Thursday, February 21, 2008

total eclipse of the heart


moonshadow
Originally uploaded by JKonig.
Last night’s lyrical lunar eclipse reminded me of Art class, 7th grade, where I sketched the best hands ever and Mr. D---f failed to recognize their genius.

Mr. D---f was a dirty old man who was disappointed with life and frequently peeked down the shirts of the newly-developing girls in the class. We all knew it. We all talked about it. We all expected it. We all found ways to position ourselves to prevent it. Well, most of us.

But we talked about it quietly not because we were afraid he might hear us, but because his daughter was in our class, and we all felt sorry that she had to have him as her dad.

I had Mr. D---f’s class the day of the solar eclipse. Maybe you remember (or maybe I’m just much older than everyone here): When the world went dark and school children all over America made camera obscuras and avoided looking up and marveled at the story that unfolded on the paper at their feet?

Well I don’t. Because Mr. D---f’s decided we wouldn’t trouble with the eclipse. We’d just keep on with our school work, let it pass by unnoticed.

To this day I’m surprised that none of us rose up in protest. I remember the rage was real: our classroom was a corner room, wrapped on two sides by glass. It was a sunny day in the Pacific Northwest, and then slowly, poetically, it grew dark, and then light again. I stopped working and watched the light change, my heart soaked with longing and anger and frustration.

I hated him for controlling my hour. I hated him for keeping me in that room, for preventing me from seeing the miracle that was happening outside.

All of us watched in silence. Only his daughter kept her head down. And it was probably her presence that prevented any of us from rising up, leveling him with our easels, and storming the door.

Years later a buddy of mine and a big reader of Carlos Casteneda would tell me about Casteneda’s idea about petty oppressors -- those folks you encounter in life whose oppression helps you forge your values, helps you clarify what matters to you. Mr. D--f was one of those. I learned in that room that day that the most precious possession any of us have is our time. Nobody owns that. We might share it, but it’s always a gift.

I hold this in mind during any business meeting I’m responsible for -- this is why we end on time. It’s present in the gratitude I feel when a friend has time to meet me, the regret I feel if I’m running late. It’s there when I’m traveling, even if just for work, there in the hours in the margins that I milk for what experience I can. Right here. Right now.

A realization born of that hour, of the light cycling through dark, of the miracle just out of reach.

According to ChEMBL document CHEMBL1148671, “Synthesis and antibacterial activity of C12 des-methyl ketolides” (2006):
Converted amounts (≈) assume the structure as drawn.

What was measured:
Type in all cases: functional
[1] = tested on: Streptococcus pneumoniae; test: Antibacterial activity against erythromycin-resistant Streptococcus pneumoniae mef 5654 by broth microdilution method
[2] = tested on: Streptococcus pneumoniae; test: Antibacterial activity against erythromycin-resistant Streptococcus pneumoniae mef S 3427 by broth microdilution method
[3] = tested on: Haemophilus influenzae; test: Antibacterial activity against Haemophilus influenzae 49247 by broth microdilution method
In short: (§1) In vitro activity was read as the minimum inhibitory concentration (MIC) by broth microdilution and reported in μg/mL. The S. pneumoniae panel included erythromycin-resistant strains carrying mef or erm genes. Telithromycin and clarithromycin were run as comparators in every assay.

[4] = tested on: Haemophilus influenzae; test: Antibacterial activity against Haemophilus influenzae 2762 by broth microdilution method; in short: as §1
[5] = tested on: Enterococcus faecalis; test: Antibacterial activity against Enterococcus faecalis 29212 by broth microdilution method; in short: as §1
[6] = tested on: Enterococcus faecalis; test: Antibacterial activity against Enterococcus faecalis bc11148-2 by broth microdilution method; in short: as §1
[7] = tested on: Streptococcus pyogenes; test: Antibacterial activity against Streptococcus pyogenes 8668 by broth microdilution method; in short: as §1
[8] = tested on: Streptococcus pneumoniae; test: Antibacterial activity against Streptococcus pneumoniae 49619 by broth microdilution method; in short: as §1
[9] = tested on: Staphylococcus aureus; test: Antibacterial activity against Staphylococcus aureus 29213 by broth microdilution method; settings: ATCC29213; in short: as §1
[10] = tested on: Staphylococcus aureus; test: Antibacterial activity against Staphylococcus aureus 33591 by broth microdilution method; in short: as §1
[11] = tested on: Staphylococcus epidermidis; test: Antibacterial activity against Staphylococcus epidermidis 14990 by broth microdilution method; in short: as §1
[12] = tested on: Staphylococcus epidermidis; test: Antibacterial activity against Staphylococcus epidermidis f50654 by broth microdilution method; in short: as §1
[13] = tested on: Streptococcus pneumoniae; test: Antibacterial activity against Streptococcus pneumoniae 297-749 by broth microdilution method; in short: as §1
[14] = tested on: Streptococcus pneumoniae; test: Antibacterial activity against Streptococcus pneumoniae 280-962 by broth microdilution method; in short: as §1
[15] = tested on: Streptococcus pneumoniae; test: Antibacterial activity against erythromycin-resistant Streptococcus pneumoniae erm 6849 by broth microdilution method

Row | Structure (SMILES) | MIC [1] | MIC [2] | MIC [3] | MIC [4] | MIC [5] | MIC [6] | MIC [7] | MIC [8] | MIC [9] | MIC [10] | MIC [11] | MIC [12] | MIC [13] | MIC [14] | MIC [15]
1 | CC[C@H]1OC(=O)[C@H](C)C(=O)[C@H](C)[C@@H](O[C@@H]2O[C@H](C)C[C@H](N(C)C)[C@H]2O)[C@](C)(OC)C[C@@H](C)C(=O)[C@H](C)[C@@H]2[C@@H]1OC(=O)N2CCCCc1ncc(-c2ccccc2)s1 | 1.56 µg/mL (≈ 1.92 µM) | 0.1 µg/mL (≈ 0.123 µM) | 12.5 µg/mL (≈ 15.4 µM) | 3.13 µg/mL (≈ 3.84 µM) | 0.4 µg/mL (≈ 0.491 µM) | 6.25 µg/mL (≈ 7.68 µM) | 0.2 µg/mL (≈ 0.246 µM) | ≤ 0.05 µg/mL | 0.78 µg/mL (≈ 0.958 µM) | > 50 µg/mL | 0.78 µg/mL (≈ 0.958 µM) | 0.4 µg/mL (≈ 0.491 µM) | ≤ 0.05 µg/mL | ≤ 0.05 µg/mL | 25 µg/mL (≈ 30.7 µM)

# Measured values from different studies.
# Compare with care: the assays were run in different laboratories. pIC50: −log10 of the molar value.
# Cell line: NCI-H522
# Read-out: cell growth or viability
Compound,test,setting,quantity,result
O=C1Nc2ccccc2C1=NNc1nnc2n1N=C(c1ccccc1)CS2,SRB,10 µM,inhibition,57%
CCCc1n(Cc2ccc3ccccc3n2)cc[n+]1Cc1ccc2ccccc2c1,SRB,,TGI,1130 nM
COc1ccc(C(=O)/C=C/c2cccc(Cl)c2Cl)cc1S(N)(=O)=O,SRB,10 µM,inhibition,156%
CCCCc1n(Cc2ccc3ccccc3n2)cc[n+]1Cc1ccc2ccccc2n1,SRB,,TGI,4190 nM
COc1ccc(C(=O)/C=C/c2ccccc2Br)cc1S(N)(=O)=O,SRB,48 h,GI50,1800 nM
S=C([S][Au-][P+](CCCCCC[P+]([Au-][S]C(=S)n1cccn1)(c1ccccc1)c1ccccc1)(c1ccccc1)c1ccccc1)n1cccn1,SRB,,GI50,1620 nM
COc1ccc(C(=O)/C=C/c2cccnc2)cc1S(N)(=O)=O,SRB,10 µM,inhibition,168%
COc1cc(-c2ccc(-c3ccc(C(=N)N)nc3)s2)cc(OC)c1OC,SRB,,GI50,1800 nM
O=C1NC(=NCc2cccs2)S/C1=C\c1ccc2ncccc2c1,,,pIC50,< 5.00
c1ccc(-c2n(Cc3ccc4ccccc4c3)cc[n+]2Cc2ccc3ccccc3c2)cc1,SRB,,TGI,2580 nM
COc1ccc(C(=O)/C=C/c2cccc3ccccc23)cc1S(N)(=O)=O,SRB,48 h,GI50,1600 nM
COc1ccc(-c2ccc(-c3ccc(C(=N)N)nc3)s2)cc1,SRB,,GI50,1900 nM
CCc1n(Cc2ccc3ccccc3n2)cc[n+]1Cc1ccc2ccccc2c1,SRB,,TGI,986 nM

[Photo by the incomparable JKonig]

6 comments:

FlyingSquirrel said...

i REALLY need to spend more time in this here blog. your writing is so beautiful, and i love the notion of "petty oppressors" -- it's so true. so very very true.

thank you for this. thank you for being you. right here. right now.

anniemcq said...

D, your writing is magical. And that teacher was horrible. What a great example of what not to do. I feel so sorry for his daughter.

Anali said...

I love this post and I remember that eclipse! You are so true about time. Time is truly priceless, because we never know how much we have. Even if we only have a little money, we can budget it to figure out how much we can spend. But budgeting our time? For something like the eclipse, I think we should assume we have very little and enjoy it.

I loved watching the lunar eclipse last night, even if it was only for a few minutes. And have a safe trip to Boston! : )

Kari said...

I'm sorry you missed it, but it's a beautiful story -- the part about the hearts of children.

Lolabola said...

I remember that eclipse! I remember the fear of blindness being drilled into me by my mom. (thereby making it much much more magical). We weren't allowed out either but I think it's because I was in kindergarten or thereabouts and they didn't trust all us little ones to not look at the sun. (I sooooo would've looked). petty oppressors, an interesting idea

mrtn said...

This story reminded me of a sci-fi story that I read as a child, which I believe was actually written in Norwegian.

It takes place on Venus in the distant future. Venus has been terraformed, but is constantly covered in dense, dark clouds, fog, storm, lightning and rain. You never see the sun on Venus. Everybody is depressed and filled with longing for sunlight. (This story may very well have been written by someone in Bergen, come to think of it.)

The story takes place in an elementary school on Venus. It's recess. The kids run around, playing, as normal. Most of the story is just how this one girl in particular gets bullied. She's slightly different from the others (maybe has a physical deformity, I don't remember). Her tormentors end up stuffing her in a locker and locking the door.

After recess is over, the class has just sat down when suddenly, something freakish happens to the weather cycle: the weather clears. The sunshine breaks through. This hasn't happened in over twenty years.

Class is immediately dismissed. There is a lyrical description of the children running around on the grass outside, feeling happy and free and alive and in the sun for the first time in their young lives.

Eventually, after an hour or two, the cloud cover rolls back, and the children come back inside. Of course, only now do they hear the pounding on the inside of the locker door. It ends with them letting her out of the locker, not daring to look at her.

Your teacher was kind of a dick.

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